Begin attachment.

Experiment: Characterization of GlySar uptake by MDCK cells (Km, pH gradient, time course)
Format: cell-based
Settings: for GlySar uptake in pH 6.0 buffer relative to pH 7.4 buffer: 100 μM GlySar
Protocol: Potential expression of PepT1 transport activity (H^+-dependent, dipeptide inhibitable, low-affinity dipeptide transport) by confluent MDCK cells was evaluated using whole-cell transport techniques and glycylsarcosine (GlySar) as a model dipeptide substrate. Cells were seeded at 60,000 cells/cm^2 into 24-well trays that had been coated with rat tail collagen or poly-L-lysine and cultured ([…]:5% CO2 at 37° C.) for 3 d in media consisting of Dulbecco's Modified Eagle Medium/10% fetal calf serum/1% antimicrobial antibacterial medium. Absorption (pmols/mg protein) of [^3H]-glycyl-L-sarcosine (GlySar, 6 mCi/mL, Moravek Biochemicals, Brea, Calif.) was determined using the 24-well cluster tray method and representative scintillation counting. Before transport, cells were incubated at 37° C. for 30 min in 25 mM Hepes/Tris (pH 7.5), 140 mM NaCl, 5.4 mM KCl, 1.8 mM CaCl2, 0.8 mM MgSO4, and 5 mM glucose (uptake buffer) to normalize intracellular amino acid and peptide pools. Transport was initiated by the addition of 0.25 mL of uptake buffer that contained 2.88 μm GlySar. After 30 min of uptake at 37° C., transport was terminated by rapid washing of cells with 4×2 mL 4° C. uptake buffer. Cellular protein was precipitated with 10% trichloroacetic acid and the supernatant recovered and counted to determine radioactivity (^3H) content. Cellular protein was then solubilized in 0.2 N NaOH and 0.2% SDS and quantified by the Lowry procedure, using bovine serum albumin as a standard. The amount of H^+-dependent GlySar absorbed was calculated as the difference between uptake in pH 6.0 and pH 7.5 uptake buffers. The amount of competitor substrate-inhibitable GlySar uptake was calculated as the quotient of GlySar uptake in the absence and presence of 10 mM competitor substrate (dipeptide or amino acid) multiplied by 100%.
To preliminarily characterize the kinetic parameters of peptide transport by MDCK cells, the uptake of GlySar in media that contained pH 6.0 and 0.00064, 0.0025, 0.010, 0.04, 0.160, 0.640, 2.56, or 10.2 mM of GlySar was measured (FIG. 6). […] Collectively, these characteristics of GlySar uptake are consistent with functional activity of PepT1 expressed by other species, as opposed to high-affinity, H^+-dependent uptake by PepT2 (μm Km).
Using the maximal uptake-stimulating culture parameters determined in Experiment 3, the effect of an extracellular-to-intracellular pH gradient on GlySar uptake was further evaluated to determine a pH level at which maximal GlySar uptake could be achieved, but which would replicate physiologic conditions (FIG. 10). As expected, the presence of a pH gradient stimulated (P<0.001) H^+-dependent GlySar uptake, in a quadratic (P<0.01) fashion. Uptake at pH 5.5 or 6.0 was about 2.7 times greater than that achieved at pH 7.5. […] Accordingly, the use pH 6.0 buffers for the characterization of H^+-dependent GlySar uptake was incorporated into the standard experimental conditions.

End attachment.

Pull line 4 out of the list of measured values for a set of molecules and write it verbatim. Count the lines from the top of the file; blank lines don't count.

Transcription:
Protocol: Potential expression of PepT1 transport activity (H^+-dependent, dipeptide inhibitable, low-affinity dipeptide transport) by confluent MDCK cells was evaluated using whole-cell transport techniques and glycylsarcosine (GlySar) as a model dipeptide substrate. Cells were seeded at 60,000 cells/cm^2 into 24-well trays that had been coated with rat tail collagen or poly-L-lysine and cultured ([…]:5% CO2 at 37° C.) for 3 d in media consisting of Dulbecco's Modified Eagle Medium/10% fetal calf serum/1% antimicrobial antibacterial medium. Absorption (pmols/mg protein) of [^3H]-glycyl-L-sarcosine (GlySar, 6 mCi/mL, Moravek Biochemicals, Brea, Calif.) was determined using the 24-well cluster tray method and representative scintillation counting. Before transport, cells were incubated at 37° C. for 30 min in 25 mM Hepes/Tris (pH 7.5), 140 mM NaCl, 5.4 mM KCl, 1.8 mM CaCl2, 0.8 mM MgSO4, and 5 mM glucose (uptake buffer) to normalize intracellular amino acid and peptide pools. Transport was initiated by the addition of 0.25 mL of uptake buffer that contained 2.88 μm GlySar. After 30 min of uptake at 37° C., transport was terminated by rapid washing of cells with 4×2 mL 4° C. uptake buffer. Cellular protein was precipitated with 10% trichloroacetic acid and the supernatant recovered and counted to determine radioactivity (^3H) content. Cellular protein was then solubilized in 0.2 N NaOH and 0.2% SDS and quantified by the Lowry procedure, using bovine serum albumin as a standard. The amount of H^+-dependent GlySar absorbed was calculated as the difference between uptake in pH 6.0 and pH 7.5 uptake buffers. The amount of competitor substrate-inhibitable GlySar uptake was calculated as the quotient of GlySar uptake in the absence and presence of 10 mM competitor substrate (dipeptide or amino acid) multiplied by 100%.